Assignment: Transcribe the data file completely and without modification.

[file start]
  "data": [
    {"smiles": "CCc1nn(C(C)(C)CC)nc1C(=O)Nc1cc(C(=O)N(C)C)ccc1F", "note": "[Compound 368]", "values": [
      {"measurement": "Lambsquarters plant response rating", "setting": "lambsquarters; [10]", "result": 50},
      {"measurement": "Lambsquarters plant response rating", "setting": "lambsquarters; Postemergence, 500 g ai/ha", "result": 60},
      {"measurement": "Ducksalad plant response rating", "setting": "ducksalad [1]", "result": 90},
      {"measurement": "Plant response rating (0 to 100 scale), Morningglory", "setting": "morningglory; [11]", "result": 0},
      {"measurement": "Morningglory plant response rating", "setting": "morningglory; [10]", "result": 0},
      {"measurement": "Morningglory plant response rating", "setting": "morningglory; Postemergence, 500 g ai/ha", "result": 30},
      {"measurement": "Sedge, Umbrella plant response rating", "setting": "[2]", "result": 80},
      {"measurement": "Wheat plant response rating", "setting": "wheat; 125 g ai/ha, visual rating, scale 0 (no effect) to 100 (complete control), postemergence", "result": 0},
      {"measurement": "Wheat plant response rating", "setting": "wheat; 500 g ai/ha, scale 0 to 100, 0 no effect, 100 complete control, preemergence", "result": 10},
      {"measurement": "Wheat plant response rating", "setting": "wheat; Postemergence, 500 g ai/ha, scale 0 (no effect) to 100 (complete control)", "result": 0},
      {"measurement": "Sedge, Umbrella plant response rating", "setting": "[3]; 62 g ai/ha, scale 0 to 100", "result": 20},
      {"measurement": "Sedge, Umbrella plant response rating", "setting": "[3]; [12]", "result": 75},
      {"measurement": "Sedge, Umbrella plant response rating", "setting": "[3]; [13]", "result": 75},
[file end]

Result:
  "data": [
    {"smiles": "CCc1nn(C(C)(C)CC)nc1C(=O)Nc1cc(C(=O)N(C)C)ccc1F", "note": "[Compound 368]", "values": [
      {"measurement": "Lambsquarters plant response rating", "setting": "lambsquarters; [10]", "result": 50},
      {"measurement": "Lambsquarters plant response rating", "setting": "lambsquarters; Postemergence, 500 g ai/ha", "result": 60},
      {"measurement": "Ducksalad plant response rating", "setting": "ducksalad [1]", "result": 90},
      {"measurement": "Plant response rating (0 to 100 scale), Morningglory", "setting": "morningglory; [11]", "result": 0},
      {"measurement": "Morningglory plant response rating", "setting": "morningglory; [10]", "result": 0},
      {"measurement": "Morningglory plant response rating", "setting": "morningglory; Postemergence, 500 g ai/ha", "result": 30},
      {"measurement": "Sedge, Umbrella plant response rating", "setting": "[2]", "result": 80},
      {"measurement": "Wheat plant response rating", "setting": "wheat; 125 g ai/ha, visual rating, scale 0 (no effect) to 100 (complete control), postemergence", "result": 0},
      {"measurement": "Wheat plant response rating", "setting": "wheat; 500 g ai/ha, scale 0 to 100, 0 no effect, 100 complete control, preemergence", "result": 10},
      {"measurement": "Wheat plant response rating", "setting": "wheat; Postemergence, 500 g ai/ha, scale 0 (no effect) to 100 (complete control)", "result": 0},
      {"measurement": "Sedge, Umbrella plant response rating", "setting": "[3]; 62 g ai/ha, scale 0 to 100", "result": 20},
      {"measurement": "Sedge, Umbrella plant response rating", "setting": "[3]; [12]", "result": 75},
      {"measurement": "Sedge, Umbrella plant response rating", "setting": "[3]; [13]", "result": 75},